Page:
Kiwifruit harvest under threat after Bay of Plenty flood events

Sun, Feb 5

Some kiwifruit orchards are in for another turbulent year, as the wet weather has left some underwater.

Kiwifruit vines in the Bay of Plenty took a direct hit this week and the total cost won't be revealed until the floods drain away.

Kiwifruit out of their natural habitat have been washed clean in the Papamoa surf, while their vines have been sitting in stagnant flood waters.

"The primary concern is around our vines and our vine health not sure if you can see but there’s a number of vines that are tipping over due to wet feet simply waterlogged and the eventually turnover and die,” Kiwifruit grower Cameron Hill told 1News.

Never before has Hill seen it quite like this - the viability of this land, now under threat.

“We’ve kind of got no choice - we’ll be making some pretty hard decisions in the next six to 12 months - our first focus is to get our current crop off as quickly and as best shape as possible and then we’ll make some decisions. And it might mean that would cut sections out and we just simply can’t grow kiwifruit so if there’s anything that grows in the water let us know."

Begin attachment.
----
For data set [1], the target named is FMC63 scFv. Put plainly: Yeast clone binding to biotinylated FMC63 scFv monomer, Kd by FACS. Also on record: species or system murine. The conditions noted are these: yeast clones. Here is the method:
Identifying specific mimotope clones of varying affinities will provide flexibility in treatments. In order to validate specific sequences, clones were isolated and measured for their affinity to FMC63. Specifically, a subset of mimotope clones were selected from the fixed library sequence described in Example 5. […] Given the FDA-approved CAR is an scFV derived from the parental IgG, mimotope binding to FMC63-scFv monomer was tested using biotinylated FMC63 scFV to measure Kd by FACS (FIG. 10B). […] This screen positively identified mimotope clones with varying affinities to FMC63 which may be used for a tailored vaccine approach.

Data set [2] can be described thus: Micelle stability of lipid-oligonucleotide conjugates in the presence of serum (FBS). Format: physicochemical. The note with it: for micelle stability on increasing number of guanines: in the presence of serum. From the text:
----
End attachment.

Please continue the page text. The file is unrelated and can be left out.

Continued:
The roots of some vines have been in the water for seven days now.

“It’s not a quick fix it’s a two to three-year recovery in a situation like this,” says another grower, Tammy Hill.

The industry is still getting a handle on exactly how many orchards are affected.

“It’s similar to what our peers are feeling in Auckland as well - "you’re talking about homes and livelihoods and that’s tough. These are people that have spent years working on the land making a tough decision to get into horticulture and [when] you ride the ups and the downs you need to be resilient, but it’s fatiguing so we need to make sure there is provision of support networks,” says NZKGI Chief Executive, Colin Bond.

Packhouses in the Bay of Plenty are also monitoring the situation.

"For a small number of growers it's been a devastating flood, they've had their orchards wiped out or significantly damaged,” says Seeka Chief Executive, Michael Franks.


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